Posted by fxckfeelings on February 16, 2012
More often than not, being nice isn’t. It can get you focused on doing good for other not-quite-so-nice people who will never be able to return the favor, or on cleaning up impossible messes, instead of focusing on the larger, more important goals that go beyond good gestures towards common sense. Be nice if you must, but remember that you have other goals, one of which is knowing when you have to be cruel to be kind.
I can’t stop thinking about my wife’s lack of support. I’ve supported her in everything she wanted to do, whether it was getting a professional degree or going away for a week to study photography, but now I’m the one who wants to go back to school part-time to get a special ed certificate, and she’s hemming and hawing about how we don’t have the money. I’ve done the budget, and we can get by while I’m in school, and the degree will pay off, but she’s very cool to the idea. I want her to see how unreasonable she’s being and how unfair this is after all I’ve done for her.
There’s nothing wrong with being a giving, loving partner, as long as you don’t expect the world to treat you fairly. And the world includes your wife.
Few people are nice and giving all the time. Even worse, no matter how nice you are to those around you, there are lots of people who don’t give a shit about your generosity, are teflon when it comes to good will, and are never going to be nice, period.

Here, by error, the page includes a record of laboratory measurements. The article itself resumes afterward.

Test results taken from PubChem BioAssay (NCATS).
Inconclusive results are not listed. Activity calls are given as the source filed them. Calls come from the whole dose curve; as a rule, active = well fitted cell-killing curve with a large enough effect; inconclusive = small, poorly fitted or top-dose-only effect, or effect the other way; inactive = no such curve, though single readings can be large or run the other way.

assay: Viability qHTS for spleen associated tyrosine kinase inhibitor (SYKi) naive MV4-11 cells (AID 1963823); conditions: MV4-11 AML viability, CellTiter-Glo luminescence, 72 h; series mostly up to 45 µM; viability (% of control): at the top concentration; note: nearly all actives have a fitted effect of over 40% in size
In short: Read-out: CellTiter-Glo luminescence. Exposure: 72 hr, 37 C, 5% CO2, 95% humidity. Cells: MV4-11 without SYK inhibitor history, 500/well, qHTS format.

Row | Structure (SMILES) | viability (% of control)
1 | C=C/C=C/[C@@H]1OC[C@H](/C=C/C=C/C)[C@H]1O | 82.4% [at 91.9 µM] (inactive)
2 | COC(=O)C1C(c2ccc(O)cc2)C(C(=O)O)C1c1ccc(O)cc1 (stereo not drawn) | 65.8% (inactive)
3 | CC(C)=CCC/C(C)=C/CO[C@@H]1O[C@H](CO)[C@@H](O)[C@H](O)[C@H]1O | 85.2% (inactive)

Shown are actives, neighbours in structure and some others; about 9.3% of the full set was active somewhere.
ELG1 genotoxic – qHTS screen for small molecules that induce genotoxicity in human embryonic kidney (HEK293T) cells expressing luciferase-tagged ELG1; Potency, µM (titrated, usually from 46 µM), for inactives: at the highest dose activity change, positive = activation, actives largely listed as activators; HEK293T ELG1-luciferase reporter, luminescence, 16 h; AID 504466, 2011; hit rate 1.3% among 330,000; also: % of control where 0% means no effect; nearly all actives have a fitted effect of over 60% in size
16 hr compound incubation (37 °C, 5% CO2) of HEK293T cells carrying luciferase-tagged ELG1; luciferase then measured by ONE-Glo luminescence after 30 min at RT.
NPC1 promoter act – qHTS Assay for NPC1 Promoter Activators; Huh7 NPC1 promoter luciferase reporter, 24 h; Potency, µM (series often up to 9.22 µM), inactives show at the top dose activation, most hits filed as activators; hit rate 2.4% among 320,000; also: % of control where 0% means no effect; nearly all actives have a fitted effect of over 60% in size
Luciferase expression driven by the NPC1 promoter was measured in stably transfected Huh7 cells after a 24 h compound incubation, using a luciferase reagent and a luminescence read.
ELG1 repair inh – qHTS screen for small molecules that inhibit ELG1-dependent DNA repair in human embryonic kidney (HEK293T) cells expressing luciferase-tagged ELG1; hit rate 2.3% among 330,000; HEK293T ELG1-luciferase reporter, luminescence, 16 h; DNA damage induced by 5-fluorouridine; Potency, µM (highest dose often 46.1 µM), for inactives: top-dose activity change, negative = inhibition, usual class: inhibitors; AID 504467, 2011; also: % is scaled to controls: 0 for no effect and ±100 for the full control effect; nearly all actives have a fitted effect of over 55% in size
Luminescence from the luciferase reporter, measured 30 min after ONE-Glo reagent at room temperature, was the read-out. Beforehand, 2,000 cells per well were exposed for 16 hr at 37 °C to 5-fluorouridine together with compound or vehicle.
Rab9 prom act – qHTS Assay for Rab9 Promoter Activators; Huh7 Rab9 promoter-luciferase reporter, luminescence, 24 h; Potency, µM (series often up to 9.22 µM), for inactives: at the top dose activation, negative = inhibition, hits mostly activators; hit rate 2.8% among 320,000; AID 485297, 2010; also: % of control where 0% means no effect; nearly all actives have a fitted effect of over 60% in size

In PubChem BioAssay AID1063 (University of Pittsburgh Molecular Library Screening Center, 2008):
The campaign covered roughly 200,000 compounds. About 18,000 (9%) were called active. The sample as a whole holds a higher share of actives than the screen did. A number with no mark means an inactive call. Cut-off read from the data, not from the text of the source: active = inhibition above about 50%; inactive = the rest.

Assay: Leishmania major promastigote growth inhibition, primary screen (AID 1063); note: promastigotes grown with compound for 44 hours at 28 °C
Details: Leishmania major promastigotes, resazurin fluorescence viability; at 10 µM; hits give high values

If you married someone just as nice as you, you’d be in big trouble, because there’d be no one to keep you from wasting kindness on Assholes (who are notorious for sapping others dry), in-laws, or run-of-the-mill needy jerks.
On the other hand, if you marry someone who’s not as nice as you, there are bound to be moments when she will not treat you as well as you treat her. The part of her personality that protects you, alas, is a two-edged sword.
Before blaming her for not giving her total approval, ask whether you really need it; you currently feel like you need it, but your own values should be more important. It you can’t allow yourself to move forward without her approval, then that’s your problem, not hers.
You’ve done your homework and you believe your plan is affordable and will pay off in the long run, so stand by your belief. After all, you’re not saying she wants to block your plan, just that she can’t express confidence or support. You have a real opportunity then, as long as you don’t pay too much attention to her feelings or your own.
Let her know you intend to go forward, and assure her that it’s going to work out well. If she seems nervous, doubtful, or critical, tell her you’ll give your plan a try, but if it’s not working out, you’ll stop.
And since the world’s not fair, your plan might not work out, but be proud of your ability to do without her total support, give her credit for giving you a chance, and ready a plan B.
“It’s painful and unfair to be faced with the fact that my wife can never support me emotionally the way I support her, but that’s a sad fact of life and doesn’t detract from the good things in our partnership. I will draw on the courage of my own convictions and not be deterred by her lack of support. The challenge I’ve created for myself is do-able. Changing her is not.”